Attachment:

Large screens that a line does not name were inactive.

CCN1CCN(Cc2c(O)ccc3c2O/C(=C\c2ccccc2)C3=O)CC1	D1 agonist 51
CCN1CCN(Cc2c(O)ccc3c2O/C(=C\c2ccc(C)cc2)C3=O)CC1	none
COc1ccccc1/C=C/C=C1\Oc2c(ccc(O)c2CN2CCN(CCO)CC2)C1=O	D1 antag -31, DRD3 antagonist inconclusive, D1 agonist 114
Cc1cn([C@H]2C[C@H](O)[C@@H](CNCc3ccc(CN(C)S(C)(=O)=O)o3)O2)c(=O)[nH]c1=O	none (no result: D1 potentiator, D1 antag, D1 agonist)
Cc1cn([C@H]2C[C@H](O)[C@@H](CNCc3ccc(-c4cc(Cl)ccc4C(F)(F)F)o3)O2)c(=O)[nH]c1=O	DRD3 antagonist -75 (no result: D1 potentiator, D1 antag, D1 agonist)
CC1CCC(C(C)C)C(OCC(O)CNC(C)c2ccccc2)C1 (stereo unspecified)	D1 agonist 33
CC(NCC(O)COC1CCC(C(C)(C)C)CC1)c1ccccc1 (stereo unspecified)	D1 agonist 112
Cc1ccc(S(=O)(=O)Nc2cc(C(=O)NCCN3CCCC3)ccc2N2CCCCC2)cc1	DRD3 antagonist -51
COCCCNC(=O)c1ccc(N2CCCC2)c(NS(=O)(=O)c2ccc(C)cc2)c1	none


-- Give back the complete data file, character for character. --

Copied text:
Large screens that a line does not name were inactive.

CCN1CCN(Cc2c(O)ccc3c2O/C(=C\c2ccccc2)C3=O)CC1	D1 agonist 51
CCN1CCN(Cc2c(O)ccc3c2O/C(=C\c2ccc(C)cc2)C3=O)CC1	none
COc1ccccc1/C=C/C=C1\Oc2c(ccc(O)c2CN2CCN(CCO)CC2)C1=O	D1 antag -31, DRD3 antagonist inconclusive, D1 agonist 114
Cc1cn([C@H]2C[C@H](O)[C@@H](CNCc3ccc(CN(C)S(C)(=O)=O)o3)O2)c(=O)[nH]c1=O	none (no result: D1 potentiator, D1 antag, D1 agonist)
Cc1cn([C@H]2C[C@H](O)[C@@H](CNCc3ccc(-c4cc(Cl)ccc4C(F)(F)F)o3)O2)c(=O)[nH]c1=O	DRD3 antagonist -75 (no result: D1 potentiator, D1 antag, D1 agonist)
CC1CCC(C(C)C)C(OCC(O)CNC(C)c2ccccc2)C1 (stereo unspecified)	D1 agonist 33
CC(NCC(O)COC1CCC(C(C)(C)C)CC1)c1ccccc1 (stereo unspecified)	D1 agonist 112
Cc1ccc(S(=O)(=O)Nc2cc(C(=O)NCCN3CCCC3)ccc2N2CCCCC2)cc1	DRD3 antagonist -51
COCCCNC(=O)c1ccc(N2CCCC2)c(NS(=O)(=O)c2ccc(C)cc2)c1	none